Egypt, Israel and the European Union on Wednesday signed a deal to increase liquified natural gas sales to EU countries, who aim to reduce their dependence on supplies from Russia as the war in Ukraine drags on.
The deal, stamped in an upscale Cairo hotel, will see Israel send more gas via Egypt, which has facilities to liquify it for export by sea, European Commission chief Ursula von der Leyen said.
“What a special moment,” she said in a joint news conference alongside the Egyptian and Israel energy ministers. “I very warmly welcome the signing of this historic agreement.”
Von der Leyen, who visited Israel earlier this week, said the agreement was part of Europe’s efforts to diversify energy sources away from Russia and import hydrocarbons from “other trustworthy suppliers.” She named Israel and Egypt who have emerged as gas exporters in recent years following major offshore discoveries.
Under the deal, the EU will help Egypt and Israel increase their gas production and exploration in their territorial waters. It was not immediately clear how much gas the EU will import from either country.
“It is known that the Russian war against Ukraine has exposed our European dependency on Russian fossil fuels, and we want to get rid of this dependency,” von der Leyen said later in a joint news conference with Egypt President Abdel Fattah el-Sissi.
Last year, the European Union imported roughly 40% of its gas from Russia and has had difficulty imposing sanctions on Russia over its ongoing invasion of Ukraine.
Israeli Energy Minister Karin Elharrar said the deal was a result of Russia’s invasion of Ukraine, which caused a European energy crisis. She said it also highlights increasing cooperation between Egypt and Israel, two former foes.
“This is a statement to those who see in our region only negative forces such as division and conflict,” Elharrar said. “This (memorandum of understanding) shows us that we are paving a new path of partnership, solidarity and sustainability.”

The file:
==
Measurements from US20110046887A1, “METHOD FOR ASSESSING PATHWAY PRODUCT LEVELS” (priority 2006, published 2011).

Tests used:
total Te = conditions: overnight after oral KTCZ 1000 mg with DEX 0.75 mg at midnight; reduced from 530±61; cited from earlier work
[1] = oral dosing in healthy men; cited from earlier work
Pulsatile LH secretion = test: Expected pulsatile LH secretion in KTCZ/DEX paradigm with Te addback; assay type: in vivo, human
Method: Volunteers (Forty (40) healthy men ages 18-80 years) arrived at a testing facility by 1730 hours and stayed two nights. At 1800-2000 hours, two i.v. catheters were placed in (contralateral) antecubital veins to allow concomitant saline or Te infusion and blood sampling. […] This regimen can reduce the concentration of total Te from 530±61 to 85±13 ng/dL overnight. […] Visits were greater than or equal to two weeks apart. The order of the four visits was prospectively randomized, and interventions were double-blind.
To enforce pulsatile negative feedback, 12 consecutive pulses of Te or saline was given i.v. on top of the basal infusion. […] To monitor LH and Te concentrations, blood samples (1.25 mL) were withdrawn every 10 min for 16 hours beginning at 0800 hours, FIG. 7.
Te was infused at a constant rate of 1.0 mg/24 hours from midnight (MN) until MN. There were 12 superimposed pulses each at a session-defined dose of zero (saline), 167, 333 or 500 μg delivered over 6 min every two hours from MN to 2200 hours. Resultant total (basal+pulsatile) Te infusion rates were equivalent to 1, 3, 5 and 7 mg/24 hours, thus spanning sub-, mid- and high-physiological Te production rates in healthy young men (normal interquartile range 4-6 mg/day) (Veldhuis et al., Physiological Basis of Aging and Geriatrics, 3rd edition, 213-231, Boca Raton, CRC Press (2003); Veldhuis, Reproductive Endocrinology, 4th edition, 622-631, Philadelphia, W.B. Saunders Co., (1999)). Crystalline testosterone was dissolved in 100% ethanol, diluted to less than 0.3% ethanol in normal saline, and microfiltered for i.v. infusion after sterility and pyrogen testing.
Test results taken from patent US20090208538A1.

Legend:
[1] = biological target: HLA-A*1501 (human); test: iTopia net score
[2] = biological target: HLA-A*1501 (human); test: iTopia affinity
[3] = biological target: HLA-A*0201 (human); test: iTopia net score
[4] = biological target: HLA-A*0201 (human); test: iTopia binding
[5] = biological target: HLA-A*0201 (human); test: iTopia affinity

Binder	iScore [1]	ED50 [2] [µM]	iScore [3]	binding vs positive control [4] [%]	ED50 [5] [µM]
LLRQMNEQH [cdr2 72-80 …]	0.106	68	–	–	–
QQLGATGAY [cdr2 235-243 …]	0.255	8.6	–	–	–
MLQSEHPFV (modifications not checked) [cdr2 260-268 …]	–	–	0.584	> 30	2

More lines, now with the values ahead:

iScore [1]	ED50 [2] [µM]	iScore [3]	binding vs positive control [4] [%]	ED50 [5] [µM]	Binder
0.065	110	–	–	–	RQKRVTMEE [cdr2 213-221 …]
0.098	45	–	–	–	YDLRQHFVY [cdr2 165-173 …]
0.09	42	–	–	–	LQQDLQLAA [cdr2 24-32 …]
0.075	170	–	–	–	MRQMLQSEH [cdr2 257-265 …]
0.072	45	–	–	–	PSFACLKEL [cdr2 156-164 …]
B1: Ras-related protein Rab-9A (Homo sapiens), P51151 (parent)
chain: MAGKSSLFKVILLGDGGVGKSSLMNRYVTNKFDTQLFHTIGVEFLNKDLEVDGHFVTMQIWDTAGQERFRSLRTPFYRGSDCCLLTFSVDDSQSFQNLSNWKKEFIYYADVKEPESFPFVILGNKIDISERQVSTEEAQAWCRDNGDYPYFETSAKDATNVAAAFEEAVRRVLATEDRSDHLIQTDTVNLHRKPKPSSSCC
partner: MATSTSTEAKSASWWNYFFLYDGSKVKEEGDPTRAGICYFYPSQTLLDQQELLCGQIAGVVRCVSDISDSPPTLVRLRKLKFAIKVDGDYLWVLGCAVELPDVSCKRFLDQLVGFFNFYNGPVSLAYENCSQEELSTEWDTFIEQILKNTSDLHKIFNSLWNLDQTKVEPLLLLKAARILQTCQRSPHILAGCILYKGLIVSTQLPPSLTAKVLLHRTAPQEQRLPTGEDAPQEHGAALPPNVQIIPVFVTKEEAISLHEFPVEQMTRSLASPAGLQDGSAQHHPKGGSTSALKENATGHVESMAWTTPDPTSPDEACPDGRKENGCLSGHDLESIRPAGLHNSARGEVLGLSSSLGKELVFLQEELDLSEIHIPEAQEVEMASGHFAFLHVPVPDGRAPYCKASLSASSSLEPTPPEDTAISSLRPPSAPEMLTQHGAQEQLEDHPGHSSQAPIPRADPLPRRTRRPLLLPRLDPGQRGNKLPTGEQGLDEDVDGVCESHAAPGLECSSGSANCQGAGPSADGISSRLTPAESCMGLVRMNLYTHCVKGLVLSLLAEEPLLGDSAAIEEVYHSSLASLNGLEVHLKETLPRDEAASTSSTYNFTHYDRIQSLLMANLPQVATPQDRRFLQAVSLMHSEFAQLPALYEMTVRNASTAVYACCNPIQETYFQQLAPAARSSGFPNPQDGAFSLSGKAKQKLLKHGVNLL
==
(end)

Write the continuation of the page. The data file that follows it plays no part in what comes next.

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Egyptian Petroleum Minister Tarek el-Molla described the deal as “an important milestone” for cooperation between Egypt, Israel and the EU. He said it will lead to further cooperation between members of the East Mediterranean Gas Forum, which includes Jordan, Israel, Cyprus, Greece, Egypt, the Palestinian Authority, France and Italy.
In 1979, Egypt became the first Arab country to make peace with Israel. But economic agreements have been controversial in the Arab world’s most populous country, where popular support for the Palestinians runs high. Relations between the two countries have been steadily warming in recent years.
According to the deal, the Israeli gas will be brought via pipeline to Egypt’s LNG terminal in the Mediterranean Sea before being transported by tanker to European shores, Israel’s Energy Ministry said.
Israel has two operational gas fields off its Mediterranean coast containing an estimated 690 billion cubic meters of natural gas combined and a third offshore rig is in the works. It has already signed gas export agreements with neighboring Egypt and Jordan.
Egypt’s extensive natural gas facilities in the Mediterranean have stood largely inactive since the country’s 2011 uprising that toppled longtime autocrat Hosni Mubarak.
Egypt, with recent major discoveries, exported 8.9 billion cubic meters of natural gas in 2021 and 4.7 billion cubic meters until May this year, according to Refinitiv Eikon, a global provider of financial and market data. Most of the exports, however, go to Asian markets.
In recent years, Sissi’s government has rehabilitated and modernized the facilities. In 2018, Egypt signed a $15 billion deal with Israeli company Delek Drilling and its U.S. partner, Noble Energy, to transport natural gas to Israel. Egypt aims to create a regional energy hub, a goal von der Leyen said Wednesday’s deal will help achieve.
Sissi and von der Leyen meanwhile held talks that focused on the food crisis caused by the Russian invasion of Ukraine. Egypt, the region’s most populous nation, has been impacted badly by the war in Europe, which has shaken the global economy.
The European official said the EU will provide 100 million euros (around $105 million) for “immediate relief” to help Egypt, the world’s biggest wheat importer, address food insecurity in the short term.
“This will hopefully help to increase the grain storage capacity and will provide finances for rural businesses and farmers” in Egypt, she said.